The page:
Blinkx pops on AIM, more to come?

London’s Alternative Investments Market, broadly viewed as a venue for companies too small for Nasdaq, has proved that it can also be a place for chartbuster IPOs.

Last week, video search engine company Blinkx saw its share price rise 40% in first-day trading on AIM, generating a market capitalization of more than $300 million. The company, with offices in San Francisco and London, raised just under $50 million in the offering, which Blinkx CEO Suranga Chandratillake described in a written statement as “strongly oversubscribed.”

Blinkx performance was somewhat of an anomaly among issuers on AIM, which markets itself as a place for raising financing rather than securing the sort of exit that commonly follows an IPO on a more established exchange in the United States.

Chandratillake attributed the IPO’s reception to investor interest in Internet video plays.

“Judging from the level of corporate activity among the large Internet and content brands in the U.S. and internationally, it is clear to us at this stage that video is the Web’s next area for significant investment and development,” Chandratillake said in the statement.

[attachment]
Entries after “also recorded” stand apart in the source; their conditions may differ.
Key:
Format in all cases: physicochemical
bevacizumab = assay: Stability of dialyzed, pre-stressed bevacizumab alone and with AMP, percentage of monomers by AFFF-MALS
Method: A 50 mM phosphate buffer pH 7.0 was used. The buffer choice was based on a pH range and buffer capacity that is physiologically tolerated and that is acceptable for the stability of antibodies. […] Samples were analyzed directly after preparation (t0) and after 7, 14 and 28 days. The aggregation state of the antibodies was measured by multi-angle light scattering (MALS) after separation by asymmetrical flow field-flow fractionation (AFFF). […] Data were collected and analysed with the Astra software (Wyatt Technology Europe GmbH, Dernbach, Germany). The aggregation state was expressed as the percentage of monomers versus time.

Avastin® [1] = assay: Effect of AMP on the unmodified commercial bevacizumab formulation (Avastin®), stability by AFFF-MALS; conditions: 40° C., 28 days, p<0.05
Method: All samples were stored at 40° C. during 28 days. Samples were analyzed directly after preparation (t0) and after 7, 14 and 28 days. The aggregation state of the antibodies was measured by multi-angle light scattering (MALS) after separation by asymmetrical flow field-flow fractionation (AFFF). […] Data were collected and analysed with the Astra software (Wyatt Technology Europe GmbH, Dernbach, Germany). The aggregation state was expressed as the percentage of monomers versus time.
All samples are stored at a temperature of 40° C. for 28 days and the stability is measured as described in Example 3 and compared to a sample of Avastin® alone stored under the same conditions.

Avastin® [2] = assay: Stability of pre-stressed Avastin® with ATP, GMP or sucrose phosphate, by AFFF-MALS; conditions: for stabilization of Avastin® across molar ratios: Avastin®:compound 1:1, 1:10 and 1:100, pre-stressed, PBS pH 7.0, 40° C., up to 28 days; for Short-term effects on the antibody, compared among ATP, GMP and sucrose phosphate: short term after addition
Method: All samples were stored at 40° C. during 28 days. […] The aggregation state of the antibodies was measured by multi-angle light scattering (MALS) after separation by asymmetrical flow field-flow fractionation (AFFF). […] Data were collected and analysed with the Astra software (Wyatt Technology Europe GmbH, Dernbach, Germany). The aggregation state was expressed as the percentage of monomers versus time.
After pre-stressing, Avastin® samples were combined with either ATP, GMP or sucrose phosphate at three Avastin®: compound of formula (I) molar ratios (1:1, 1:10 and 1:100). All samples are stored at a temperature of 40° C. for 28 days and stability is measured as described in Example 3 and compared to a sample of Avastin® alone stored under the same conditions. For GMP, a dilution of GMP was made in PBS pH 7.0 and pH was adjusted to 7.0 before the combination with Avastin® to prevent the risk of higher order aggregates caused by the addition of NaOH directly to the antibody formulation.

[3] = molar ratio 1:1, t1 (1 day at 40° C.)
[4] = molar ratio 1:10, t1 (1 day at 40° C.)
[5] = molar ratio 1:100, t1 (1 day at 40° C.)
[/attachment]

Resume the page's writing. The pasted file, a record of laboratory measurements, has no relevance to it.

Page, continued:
The offering comes as new issue activity on AIM slows down in comparison to the peak volumes reached in 2005 and early 2006. A total of 395 companies completed IPOs on AIM in the 12-month period ended March 31, down from 510 during the previous fiscal year, the London Stock Exchange disclosed in its annual report. In the first four months of 2007, 52 companies completed IPOs on AIM.

Share price gains have also been scarcer. While leading U.S. indexes posted gains in 2006, AIM saw a loss in market capitalization. U.S. venture-backed companies, meanwhile, have largely shied away from AIM IPOs, with a few exceptions. BurstMedia, a seller of advertising for Web publishers, joined AIM in April 2006.

Its shares traded as high as about $1.75 and stood at about 48 cents last week, giving the company a market cap of about $36 million. BurstMedia previously raised $18 million in venture funding from Summit Partners and other backers, according to Thomson Financial (publisher of PE Week).

Protonex Technology, a developer of fuel cell power systems, listed in July after raising its first funding round in 2004 from investors that include Conduit Ventures, SAS Investors, Solstice Capital and Commons Capital. The company raised $16 million through the offering and generated a market capitalization of $68 million. Shares initially priced at about $1.70 and were trading last week at about $1.85.

This year, most venture capitalists expect portfolio companies considering an IPO to take a look at foreign exchanges, according to a December survey by the National Venture Capital Association. Nearly 60% of those surveyed said foreign exchanges would be more attractive as an IPO option for their portfolio companies, while less than 30% disagreed, because Sarbanes-Oxley has made it more expensive to go public in the United States.